Viruses have two opposing faces. On the one hand, they can cause harm and disease. A virus may manifest directly as a contagious disease with a clinical pathology of varying significance. A viral infection can also have delayed consequences, and in rare cases may cause cellular transformation and cancer. On the other hand, viruses may provide hope: hope for an efficacious treatment of serious disease. Examples of the latter are the use of viruses as a vaccine, as transfer vector for therapeutic genes in a gene therapy setting, or, more directly, as therapeutic anticancer agent in an oncolytic-virus therapy setting. Already there is evidence for antitumor activity of oncolytic viruses. The antitumor efficacy seems linked to their capacity to induce a tumor-directed immune response. Here, we will provide an overview on the development of oncolytic viruses and their clinical evaluation from the Dutch perspective.,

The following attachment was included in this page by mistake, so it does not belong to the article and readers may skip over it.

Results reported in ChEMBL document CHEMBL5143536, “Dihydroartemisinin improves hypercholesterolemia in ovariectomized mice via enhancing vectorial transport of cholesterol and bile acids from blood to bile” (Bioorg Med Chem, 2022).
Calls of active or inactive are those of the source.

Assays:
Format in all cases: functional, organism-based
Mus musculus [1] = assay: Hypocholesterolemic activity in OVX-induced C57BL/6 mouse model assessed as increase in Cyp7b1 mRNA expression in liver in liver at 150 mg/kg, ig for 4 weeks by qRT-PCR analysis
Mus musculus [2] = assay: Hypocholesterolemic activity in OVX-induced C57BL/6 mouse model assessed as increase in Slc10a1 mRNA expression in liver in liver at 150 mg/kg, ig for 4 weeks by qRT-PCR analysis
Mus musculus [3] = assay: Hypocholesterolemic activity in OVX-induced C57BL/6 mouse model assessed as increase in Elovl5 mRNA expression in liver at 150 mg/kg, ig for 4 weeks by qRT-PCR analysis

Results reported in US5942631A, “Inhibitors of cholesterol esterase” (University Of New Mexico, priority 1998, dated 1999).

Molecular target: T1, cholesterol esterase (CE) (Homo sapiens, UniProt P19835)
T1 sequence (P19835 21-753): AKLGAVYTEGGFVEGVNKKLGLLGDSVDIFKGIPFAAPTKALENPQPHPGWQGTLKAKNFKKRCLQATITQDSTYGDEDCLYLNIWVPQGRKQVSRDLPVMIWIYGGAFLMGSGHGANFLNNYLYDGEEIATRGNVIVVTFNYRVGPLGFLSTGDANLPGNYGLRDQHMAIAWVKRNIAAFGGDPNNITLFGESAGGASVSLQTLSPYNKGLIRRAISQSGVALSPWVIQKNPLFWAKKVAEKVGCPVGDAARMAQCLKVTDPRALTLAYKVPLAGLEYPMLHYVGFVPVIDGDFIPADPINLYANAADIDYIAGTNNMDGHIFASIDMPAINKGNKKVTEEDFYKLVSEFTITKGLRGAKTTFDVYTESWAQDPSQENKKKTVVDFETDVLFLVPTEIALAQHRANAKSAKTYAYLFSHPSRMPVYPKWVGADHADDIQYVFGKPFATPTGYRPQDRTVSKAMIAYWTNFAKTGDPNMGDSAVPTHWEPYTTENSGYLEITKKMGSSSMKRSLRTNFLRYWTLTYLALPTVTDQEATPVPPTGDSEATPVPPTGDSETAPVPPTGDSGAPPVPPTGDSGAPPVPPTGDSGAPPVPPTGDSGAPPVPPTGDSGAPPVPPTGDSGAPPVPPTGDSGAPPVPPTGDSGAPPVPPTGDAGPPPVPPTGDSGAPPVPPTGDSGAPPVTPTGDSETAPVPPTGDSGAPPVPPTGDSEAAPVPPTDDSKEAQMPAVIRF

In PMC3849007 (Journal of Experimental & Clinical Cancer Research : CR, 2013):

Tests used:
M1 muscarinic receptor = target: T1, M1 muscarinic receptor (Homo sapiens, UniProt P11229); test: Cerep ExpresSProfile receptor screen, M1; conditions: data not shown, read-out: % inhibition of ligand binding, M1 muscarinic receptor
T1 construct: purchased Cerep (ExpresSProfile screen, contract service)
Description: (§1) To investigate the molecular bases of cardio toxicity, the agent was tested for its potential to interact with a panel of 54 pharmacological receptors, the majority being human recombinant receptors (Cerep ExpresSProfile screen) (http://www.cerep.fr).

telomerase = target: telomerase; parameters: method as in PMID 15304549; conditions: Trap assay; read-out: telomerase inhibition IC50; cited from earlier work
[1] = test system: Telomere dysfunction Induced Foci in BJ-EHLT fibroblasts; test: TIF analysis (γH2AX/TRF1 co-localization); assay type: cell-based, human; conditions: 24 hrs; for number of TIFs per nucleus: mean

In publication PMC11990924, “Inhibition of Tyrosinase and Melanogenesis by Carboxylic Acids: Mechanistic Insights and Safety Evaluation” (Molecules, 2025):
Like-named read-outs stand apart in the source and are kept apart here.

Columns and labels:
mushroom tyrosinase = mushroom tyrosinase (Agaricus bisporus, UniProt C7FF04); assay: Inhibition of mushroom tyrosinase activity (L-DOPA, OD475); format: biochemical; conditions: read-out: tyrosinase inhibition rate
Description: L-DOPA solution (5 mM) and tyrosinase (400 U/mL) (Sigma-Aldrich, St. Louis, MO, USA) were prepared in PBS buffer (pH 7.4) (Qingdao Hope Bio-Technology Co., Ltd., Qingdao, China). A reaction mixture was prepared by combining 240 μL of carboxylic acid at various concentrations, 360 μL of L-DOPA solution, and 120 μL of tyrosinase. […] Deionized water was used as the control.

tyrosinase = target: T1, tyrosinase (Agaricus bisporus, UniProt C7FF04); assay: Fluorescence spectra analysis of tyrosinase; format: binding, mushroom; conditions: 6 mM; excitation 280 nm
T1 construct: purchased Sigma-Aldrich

Human Gene Therapy
Department of Neurosurgery

Belcaid, Z., Lamfers, M., Beusechem, V., & Hoeben, R. (2014). Changing faces in virology: The Dutch shift from oncogenic to oncolytic viruses. Human Gene Therapy, 25(10), 875–884. doi:10.1089/hum.2014.092